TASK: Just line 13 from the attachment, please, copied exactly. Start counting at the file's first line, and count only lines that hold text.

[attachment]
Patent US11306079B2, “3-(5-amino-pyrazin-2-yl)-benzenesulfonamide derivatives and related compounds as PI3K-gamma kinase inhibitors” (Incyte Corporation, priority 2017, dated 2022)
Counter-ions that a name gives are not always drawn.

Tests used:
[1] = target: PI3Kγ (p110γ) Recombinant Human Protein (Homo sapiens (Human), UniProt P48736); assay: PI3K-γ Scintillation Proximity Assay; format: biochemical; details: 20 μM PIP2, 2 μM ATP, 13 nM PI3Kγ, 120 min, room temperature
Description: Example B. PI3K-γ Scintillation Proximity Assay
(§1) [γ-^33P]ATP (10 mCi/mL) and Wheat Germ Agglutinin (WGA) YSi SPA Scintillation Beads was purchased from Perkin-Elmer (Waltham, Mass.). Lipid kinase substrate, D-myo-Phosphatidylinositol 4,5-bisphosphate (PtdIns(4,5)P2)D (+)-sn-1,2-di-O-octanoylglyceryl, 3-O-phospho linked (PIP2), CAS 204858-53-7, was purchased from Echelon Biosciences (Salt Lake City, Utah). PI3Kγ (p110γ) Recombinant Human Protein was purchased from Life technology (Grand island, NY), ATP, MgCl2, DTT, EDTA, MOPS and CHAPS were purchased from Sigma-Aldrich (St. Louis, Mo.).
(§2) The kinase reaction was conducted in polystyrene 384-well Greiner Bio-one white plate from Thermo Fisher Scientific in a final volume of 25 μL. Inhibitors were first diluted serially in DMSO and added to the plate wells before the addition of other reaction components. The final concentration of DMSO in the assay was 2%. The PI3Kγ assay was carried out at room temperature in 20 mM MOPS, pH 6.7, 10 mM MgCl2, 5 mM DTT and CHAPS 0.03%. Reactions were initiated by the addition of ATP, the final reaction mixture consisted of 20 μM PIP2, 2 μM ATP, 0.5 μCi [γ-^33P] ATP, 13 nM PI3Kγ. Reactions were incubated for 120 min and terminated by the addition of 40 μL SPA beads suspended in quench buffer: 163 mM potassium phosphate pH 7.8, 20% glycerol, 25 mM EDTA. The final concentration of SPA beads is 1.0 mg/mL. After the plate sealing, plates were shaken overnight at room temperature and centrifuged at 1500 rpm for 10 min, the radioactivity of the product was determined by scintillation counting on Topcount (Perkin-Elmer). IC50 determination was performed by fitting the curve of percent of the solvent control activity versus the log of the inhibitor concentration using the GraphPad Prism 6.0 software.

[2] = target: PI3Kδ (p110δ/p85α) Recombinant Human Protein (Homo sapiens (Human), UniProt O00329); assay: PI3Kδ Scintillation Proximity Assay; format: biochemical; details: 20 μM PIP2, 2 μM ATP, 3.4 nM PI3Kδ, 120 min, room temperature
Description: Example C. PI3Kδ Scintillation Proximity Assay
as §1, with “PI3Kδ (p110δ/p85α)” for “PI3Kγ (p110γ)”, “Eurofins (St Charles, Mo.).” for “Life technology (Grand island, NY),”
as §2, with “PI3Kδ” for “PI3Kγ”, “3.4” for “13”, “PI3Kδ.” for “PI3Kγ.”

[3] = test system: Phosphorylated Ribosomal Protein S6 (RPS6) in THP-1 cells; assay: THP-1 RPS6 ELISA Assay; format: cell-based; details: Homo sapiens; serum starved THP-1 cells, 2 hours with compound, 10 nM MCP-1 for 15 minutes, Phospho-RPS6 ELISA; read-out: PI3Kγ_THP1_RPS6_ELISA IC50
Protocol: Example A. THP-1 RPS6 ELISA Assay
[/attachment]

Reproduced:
Protocol: Example A. THP-1 RPS6 ELISA Assay